Regina program for immigrants draws on the power of the group
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Here's a challenge: Cross your arms in front of you. Hold that for a second.
Now, take the top arm and put it beneath the other arm.
Feels strange, no? Gail Vandebeek uses that little exercise to make an important point: You sometimes must break out of familiar routines.
It's one of the points she's getting across to a "job-finding club" she and colleagues from Dragon 9 Training are overseeing for the Regina Open Door Society, which works with immigrants.
"It's a numbers game," says Vandebeek.
"The more calls, the more interviews you get - and the more your chances of getting a job.
"If you just stay at home, and watch TV, you're not going to work. Their job here is to find a job."
Hanging over everything, fellow instructor Rick Urbanski tells the dozen or so students in a sunfilled classroom another statistic: Only 20 per cent of job openings are advertised publicly - that is, on a website or in a newspaper.
The challenge facing the job seeker is to make calls and contacts that find those other jobs.
The membership of the club is cosmopolitan: Philippines, South Korea, Ethiopia, from India via England, Nigeria, Bhutan, Jordan and Kuwait. It's well-educated, too, with university degrees galore.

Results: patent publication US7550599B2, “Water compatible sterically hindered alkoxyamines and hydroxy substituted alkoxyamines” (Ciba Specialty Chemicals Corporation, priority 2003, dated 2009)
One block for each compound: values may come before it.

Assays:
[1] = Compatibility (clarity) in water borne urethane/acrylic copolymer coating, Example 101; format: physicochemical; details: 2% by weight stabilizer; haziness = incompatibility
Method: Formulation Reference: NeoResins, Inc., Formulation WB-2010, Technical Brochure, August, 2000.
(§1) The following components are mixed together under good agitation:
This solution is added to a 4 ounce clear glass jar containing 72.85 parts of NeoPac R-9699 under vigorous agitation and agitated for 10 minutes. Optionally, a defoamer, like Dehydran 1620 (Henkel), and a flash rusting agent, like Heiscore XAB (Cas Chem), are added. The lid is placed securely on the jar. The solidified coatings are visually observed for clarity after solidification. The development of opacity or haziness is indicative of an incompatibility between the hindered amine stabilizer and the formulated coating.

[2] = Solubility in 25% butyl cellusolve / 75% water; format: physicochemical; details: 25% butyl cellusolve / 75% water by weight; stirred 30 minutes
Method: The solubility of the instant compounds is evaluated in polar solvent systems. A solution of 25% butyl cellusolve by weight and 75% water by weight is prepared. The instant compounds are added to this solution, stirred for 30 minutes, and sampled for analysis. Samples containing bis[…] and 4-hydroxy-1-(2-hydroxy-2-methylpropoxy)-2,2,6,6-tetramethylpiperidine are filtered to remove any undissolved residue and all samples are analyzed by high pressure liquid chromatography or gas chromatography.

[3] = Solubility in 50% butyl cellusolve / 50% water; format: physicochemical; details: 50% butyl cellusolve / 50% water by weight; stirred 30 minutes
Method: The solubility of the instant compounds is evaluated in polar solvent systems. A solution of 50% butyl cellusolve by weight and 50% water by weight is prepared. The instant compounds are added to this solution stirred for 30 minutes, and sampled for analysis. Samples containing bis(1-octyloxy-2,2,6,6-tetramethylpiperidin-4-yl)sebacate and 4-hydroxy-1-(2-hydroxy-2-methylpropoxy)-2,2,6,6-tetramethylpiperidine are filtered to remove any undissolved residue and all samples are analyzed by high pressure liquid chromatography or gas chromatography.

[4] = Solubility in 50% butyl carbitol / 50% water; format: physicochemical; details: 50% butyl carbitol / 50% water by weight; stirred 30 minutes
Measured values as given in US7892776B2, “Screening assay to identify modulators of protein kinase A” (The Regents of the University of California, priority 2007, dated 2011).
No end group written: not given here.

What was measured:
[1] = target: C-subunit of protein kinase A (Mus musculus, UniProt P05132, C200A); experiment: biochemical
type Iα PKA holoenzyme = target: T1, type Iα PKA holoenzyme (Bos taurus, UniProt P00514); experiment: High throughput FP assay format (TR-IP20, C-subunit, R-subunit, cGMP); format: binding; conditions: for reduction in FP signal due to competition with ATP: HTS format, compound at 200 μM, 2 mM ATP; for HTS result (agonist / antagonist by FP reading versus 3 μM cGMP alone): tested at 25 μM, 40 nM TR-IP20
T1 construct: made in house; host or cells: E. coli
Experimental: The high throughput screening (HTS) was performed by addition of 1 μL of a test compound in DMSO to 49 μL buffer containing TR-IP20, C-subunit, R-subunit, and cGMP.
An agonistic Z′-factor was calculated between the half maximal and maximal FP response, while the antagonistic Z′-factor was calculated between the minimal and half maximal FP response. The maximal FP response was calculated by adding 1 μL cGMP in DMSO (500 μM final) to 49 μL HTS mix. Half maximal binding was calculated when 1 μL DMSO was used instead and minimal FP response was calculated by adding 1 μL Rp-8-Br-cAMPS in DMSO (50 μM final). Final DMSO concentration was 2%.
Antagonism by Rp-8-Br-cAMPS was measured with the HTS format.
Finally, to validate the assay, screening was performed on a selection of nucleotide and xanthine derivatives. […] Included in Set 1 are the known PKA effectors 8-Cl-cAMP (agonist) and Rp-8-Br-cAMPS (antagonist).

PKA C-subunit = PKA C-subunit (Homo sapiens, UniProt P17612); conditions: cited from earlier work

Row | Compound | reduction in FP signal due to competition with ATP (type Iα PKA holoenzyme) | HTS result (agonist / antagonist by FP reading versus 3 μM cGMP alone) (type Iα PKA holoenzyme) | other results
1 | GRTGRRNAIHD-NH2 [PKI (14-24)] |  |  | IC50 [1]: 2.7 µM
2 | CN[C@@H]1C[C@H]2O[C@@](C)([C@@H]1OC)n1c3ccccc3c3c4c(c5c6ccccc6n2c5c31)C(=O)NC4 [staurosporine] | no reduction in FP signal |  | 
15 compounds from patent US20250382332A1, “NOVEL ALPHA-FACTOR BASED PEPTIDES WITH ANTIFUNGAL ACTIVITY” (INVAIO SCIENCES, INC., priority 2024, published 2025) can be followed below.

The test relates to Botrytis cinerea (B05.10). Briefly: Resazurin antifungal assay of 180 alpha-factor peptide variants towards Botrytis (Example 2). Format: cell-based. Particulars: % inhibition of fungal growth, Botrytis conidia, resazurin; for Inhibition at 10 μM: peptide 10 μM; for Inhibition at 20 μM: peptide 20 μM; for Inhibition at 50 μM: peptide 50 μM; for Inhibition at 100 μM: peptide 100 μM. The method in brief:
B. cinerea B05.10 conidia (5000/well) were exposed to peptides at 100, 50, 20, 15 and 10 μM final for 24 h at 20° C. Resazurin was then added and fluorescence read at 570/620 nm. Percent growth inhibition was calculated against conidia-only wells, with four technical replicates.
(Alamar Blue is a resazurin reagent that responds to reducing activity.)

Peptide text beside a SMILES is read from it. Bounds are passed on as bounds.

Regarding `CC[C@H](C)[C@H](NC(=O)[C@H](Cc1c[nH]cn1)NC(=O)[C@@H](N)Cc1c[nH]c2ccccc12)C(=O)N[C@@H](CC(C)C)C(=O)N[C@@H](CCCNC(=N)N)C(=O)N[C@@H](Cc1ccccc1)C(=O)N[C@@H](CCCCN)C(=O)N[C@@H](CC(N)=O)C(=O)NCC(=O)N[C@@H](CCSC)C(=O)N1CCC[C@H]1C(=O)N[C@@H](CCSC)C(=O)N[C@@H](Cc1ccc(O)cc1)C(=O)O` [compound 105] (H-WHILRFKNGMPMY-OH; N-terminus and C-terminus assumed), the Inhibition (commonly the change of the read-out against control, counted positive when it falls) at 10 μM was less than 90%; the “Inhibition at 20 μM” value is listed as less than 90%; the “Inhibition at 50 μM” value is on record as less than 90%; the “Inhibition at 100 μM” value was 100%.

This two-week class involves not only learning how to make cold calls on potential employers, but also charting them on a wall chart that everybody can see, along with the number of letters and resumes sent out.
Attendance is taken and everybody signs "commitment sheets." That emphasizes what Vandebeek calls the power of the group - the synergy that comes from working together and sharing ideas and life lessons.
"They become mentors for each other," she says.
There's also role-playing, instruction on writing a resume and a cover letter, plus what Urbanski calls "the most important element: " writing a thank-you letter after every meeting with a potential employer.
There are also some interesting tactics, like doing research into an organization by asking its managers about what makes a good employee.
Urbanski says what often "seals the deal" is asking those managers how they got their own job, as experience has shown that people like to talk about what they've learned. And if job seekers can swing it, they should consider volunteering for a short, unpaid internship at an organization, so they can showcase their skills, he says.
Urbanski is keen to have job seekers realize they don't have to be passive, that they have the power to present themselves to potential employers, "It's not the employer just finding you; it's your job to find the employer."
In turn, employers need to know new arrivals bring energy and, often, considerable education and experience and the determination that brought them here in the first place.
"I don't think employers realize what these people can bring to them, to the workplace and to their employees."